A 13th-century depiction of the world as a circle divided by into three continents, Asia, Europe, and Africa.
From Atlas Obscura by Genevieve Carlton
For some, they were an obstacle.
For others, they were an opportunity.
According to medieval mapmakers, the world was made up of three continents ringed by narrow bodies of water.
When the voyages of Christopher Columbus, Amerigo Vespucci, and Ferdinand Magellan uncovered continents previously unknown to Europeans, this posed a major problem for those cartographers.
But these explorers did not just stumble upon uncharted land—they also became aware of expansive stretches of ocean around the world.
Bünting Clover Leaf Map.
A 1581 woodcut, Magdeburg.
A 1581 woodcut, Magdeburg.
Jerusalem is in the center, surrounded by Europe, Asia and Africa.
For the first time, Europeans were confronted with the realization that they lived on a blue planet, with 71 percent of the Earth’s surface covered by water.
The narrow strips of blue on medieval mappae mundi—also known as T-O maps, which showed the earth as a T centered on Jerusalem—were suddenly dwarfed by unimaginably vast oceans.
Stories about the European discovery of the New World are ubiquitous, but stories about the discovery of so much new water are much more rare.
Map of Borneo by Pigafetta.
For explorers, these oceans were dangerous obstacles.
Attempting to traverse them could quickly turn deadly, as the sailors on Magellan’s expedition learned when only one of their five ships—and 18 of the original 280 crewmen—returned to Spain in 1522.
Antonio Pigafetta, one of Magellan’s surviving men, described this first Pacific Ocean crossing, which took three months and 20 days, in a report.
He wrote, “We only ate old biscuit reduced to powder, and full of grubs, and stinking from the dirt which the rats had made on it when eating the good biscuit, and we drank water that was yellow and stinking.”
The oceans also posed a problem for mapmakers.
Reports from explorers deviated wildly from pre-Columbian perceptions of the world’s water, as evidenced in mappae mundi.
The 1475 world map in Lucas Brandis’s Rudimentum novitiorum captures this older outlook on the world.
Asia, at the top of the map, represents one hemisphere, while wedges depicting Europe and Africa sit in the bottom half of the world.
The map was not intended to be representative; instead it focused on a Christian ordering of space with Jerusalem at the world’s center.
The world’s territories appear as hills, and in Europe, rulers sit atop them, with the pope in Rome shown holding a gold cross.
Asia and Africa, less well known to 15th-century Europeans, have more fanciful illustrations, including a pair of dragons, a burning phoenix, and a man-eating demon chasing his victim while clutching his severed arm.
On the map, the Mediterranean separates Europe from Africa and the rivers Don and Nile mark the divide between Asia and its neighbors.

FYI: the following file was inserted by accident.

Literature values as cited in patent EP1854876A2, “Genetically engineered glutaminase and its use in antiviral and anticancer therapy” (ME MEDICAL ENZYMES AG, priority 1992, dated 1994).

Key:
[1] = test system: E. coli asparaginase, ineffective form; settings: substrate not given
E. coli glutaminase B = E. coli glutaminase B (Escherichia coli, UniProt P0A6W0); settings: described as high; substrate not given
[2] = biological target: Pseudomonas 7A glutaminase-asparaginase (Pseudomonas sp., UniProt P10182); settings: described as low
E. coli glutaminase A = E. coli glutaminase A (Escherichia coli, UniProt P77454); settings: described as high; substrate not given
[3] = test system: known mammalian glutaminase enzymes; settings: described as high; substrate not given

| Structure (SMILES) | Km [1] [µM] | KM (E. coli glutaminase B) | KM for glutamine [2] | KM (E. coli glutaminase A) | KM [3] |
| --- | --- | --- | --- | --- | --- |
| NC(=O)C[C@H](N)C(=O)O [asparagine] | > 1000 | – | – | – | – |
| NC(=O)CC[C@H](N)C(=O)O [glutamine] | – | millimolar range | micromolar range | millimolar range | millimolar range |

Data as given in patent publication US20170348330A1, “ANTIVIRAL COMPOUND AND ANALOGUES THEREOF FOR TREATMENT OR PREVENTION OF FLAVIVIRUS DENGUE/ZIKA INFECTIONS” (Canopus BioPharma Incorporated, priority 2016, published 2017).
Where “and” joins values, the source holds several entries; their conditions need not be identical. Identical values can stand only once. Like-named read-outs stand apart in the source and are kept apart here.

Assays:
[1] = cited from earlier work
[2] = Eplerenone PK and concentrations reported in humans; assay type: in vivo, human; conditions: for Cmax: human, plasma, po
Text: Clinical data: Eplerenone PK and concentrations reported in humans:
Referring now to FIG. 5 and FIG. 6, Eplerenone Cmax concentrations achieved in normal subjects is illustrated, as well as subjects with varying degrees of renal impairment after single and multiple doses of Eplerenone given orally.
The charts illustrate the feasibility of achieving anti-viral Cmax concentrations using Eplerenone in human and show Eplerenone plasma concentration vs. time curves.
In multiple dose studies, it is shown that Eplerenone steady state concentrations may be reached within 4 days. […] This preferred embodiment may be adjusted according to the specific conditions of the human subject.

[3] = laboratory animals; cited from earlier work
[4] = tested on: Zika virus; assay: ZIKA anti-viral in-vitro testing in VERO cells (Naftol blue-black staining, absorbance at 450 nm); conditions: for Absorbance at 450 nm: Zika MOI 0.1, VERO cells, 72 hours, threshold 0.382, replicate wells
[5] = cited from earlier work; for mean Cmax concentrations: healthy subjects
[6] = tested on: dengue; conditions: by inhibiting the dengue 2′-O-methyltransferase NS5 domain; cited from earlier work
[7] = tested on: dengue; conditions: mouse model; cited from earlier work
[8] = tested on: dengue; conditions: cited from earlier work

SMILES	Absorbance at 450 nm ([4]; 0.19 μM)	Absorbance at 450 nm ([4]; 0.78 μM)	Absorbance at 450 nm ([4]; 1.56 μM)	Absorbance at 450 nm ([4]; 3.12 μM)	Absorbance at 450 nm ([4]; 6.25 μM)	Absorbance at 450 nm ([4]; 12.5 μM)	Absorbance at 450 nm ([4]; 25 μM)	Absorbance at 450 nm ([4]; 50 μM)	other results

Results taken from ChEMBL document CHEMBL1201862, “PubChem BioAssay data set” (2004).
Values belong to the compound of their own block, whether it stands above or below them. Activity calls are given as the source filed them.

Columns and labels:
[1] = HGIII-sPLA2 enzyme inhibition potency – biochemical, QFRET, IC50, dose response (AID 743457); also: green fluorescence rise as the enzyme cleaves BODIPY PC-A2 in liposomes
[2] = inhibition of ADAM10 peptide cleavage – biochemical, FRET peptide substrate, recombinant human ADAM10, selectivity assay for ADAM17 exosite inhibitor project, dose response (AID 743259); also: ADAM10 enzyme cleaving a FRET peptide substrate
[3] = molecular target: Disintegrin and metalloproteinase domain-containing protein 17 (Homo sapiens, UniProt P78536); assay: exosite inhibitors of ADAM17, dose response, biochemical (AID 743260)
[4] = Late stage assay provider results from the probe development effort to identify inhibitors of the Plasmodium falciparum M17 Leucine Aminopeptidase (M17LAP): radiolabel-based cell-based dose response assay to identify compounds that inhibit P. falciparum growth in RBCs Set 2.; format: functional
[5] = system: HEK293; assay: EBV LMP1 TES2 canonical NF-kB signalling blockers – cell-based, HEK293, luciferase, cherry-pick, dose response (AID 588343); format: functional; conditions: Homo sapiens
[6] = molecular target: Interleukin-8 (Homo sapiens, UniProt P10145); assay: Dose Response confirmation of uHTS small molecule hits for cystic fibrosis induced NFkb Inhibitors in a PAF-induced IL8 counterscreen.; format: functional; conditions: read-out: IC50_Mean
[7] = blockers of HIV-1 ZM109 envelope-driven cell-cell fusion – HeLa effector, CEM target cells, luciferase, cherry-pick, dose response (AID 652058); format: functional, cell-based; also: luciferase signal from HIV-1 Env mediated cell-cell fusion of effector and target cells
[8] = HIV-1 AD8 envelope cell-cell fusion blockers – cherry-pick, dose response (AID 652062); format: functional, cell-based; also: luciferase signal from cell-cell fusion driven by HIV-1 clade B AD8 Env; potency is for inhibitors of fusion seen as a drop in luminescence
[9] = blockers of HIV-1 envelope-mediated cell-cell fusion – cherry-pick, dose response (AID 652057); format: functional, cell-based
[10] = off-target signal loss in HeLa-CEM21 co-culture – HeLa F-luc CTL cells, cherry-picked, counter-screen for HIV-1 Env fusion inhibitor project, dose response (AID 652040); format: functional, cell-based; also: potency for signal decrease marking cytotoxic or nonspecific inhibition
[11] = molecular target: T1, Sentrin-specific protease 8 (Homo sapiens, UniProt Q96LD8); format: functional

Yet on this particular map, these bodies of water are marked by thin black lines and nothing more.
The only water seems to flow from the four great rivers at the top of the map, which represents the Garden of Eden’s Earthly Paradise.
A 1475 woodcut world map, published in Rudimentum novitiorum.
One of the earliest strategies was to shrink the oceans.
Here, mapmakers borrowed from Columbus himself, who minimized his trans-Atlantic voyage by claiming that the crossing took only 33 days.
However, Columbus only counted from the Canary Islands to the Indies, omitting the 37 days spent traveling from Spain to the Canaries, which included repairs on two of his three ships.
Cantino planisphere (1502)
One of the earliest maps to show the New World, the 1502 Cantino planisphere, shrunk the Atlantic by showing Flores Island, the westernmost of the Azores, just slightly west of the jutting coast of Brazil, when in fact it is several degrees of longitude east of the Brazilian coast.
Battista Agnese world map (1544)
Battista Agnese, a Genoese mapmaker who produced at least 100 hand-drawn atlases for wealthy patrons, also narrowed the Atlantic in his 1544 world map.
Agnese drew only 10 degrees of longitude between Brazil’s furthest east point and Africa’s furthest west, nearly halving the actual distance of over 3,000 kilometers (1,864 miles).
These cartographic manipulations consistently under-measured the Atlantic, minimizing the distance between the Old World and the New.
From 1570, a world map by Abraham Ortelius. Public Domain
Sixteenth-century mapmakers also invented massive “undiscovered” continents to fill the oceans.
Two of the most famous maps from the 16th century, Abraham Ortelius’s 1570 world map in his atlas Theatrum Orbis Terrarum, and Gerhard Mercator’s 1569 world map, (which introduced the Mercator projection) rely on this approach.